While there is not an explicit regulatory definition of the term "co-product," the preamble to the 1985 rule also provides some clarification as to what would be considered a co-product, as distinct from a by-product, under RCRA. The preamble describes co-products as, "materials produced intentionally, and which in their existing state are ordinarily used as commodities in trade by the general public" (50 FR 625, January 4, 1985).

Based on these definitions, several factors must be considered in deciding whether a material is a legitimate product (i.e., co-product) or a by-product under RCRA. They include, for example, whether the material constitutes a separate production stream, whether it is fit for end use essentially as is or must undergo substantial additional processing prior to use, whether intentionally produced for sale to the public, whether a legitimate market exists for the material, etc.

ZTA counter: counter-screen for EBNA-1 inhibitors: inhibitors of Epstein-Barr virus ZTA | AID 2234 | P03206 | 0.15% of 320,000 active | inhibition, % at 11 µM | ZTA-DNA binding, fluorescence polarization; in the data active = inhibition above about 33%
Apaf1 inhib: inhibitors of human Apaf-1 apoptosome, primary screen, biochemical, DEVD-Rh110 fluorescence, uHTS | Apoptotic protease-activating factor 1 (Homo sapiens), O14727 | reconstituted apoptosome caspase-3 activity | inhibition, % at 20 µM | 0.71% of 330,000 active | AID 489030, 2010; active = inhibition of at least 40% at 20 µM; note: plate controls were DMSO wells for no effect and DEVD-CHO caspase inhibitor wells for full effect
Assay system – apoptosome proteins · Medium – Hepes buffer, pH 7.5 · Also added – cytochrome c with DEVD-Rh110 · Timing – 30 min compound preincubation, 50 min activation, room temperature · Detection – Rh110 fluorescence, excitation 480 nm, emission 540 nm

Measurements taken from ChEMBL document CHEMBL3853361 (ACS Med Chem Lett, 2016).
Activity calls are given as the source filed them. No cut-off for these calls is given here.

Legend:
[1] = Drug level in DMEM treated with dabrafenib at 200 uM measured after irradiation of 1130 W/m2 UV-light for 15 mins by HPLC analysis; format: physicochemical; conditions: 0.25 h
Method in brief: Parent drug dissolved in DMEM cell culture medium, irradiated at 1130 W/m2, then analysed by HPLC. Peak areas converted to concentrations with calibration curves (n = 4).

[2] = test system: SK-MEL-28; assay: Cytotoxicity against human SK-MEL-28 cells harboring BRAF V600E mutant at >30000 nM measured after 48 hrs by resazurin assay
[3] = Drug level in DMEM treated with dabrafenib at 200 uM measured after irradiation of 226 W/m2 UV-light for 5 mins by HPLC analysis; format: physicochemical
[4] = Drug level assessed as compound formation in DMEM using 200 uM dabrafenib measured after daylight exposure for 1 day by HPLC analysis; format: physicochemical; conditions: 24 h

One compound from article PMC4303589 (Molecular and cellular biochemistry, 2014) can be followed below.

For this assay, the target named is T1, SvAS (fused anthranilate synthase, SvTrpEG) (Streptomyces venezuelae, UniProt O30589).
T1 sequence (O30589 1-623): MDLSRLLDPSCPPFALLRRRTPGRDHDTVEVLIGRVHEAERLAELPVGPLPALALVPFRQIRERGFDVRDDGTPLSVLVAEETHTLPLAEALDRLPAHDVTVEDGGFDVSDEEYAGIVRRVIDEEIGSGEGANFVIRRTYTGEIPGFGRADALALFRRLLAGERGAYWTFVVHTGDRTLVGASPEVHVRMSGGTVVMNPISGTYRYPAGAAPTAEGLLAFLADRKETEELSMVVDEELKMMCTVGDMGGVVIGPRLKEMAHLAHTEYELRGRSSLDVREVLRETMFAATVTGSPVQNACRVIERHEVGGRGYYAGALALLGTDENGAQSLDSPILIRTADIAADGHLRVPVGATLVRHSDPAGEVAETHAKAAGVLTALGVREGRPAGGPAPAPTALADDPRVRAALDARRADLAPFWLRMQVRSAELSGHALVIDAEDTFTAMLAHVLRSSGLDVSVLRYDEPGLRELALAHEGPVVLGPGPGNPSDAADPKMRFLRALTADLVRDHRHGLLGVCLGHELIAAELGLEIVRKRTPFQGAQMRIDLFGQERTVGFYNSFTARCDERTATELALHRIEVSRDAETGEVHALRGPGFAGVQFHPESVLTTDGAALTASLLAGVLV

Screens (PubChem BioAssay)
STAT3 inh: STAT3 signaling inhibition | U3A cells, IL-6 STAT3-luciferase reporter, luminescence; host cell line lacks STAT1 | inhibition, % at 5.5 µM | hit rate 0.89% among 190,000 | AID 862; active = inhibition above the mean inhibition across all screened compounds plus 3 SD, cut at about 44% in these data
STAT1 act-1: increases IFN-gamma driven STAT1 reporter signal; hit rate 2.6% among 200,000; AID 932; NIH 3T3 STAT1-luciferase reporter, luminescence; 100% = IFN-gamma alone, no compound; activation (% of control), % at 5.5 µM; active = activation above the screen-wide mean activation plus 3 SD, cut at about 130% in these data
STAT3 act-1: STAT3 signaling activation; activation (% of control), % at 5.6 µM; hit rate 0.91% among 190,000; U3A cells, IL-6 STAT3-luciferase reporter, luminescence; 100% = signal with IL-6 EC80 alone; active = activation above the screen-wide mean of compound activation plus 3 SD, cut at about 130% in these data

Again, given the information provided in your letter, the HCl manufactured by your client may meet the definition of a co-product under these criteria, and as such, would be excluded from RCRA jurisdiction. It is important to reiterate, however, that a specific determination regarding the regulatory status of the material in question must be made the regulating agency.

If the application of the criteria should lead to a by-product determination, however, the aforementioned recycling exclusions (40 CFR Section 261.2(e)(i) and (ii) becomes relevant as explained below. As previously noted, specific determinations such as whether a particular by-product is excluded from regulation as a RCRA solid waste because it is recycled as either a product ingredient or an effective substitute for a commercial product must be made on a case-specific basis by the regulating agency.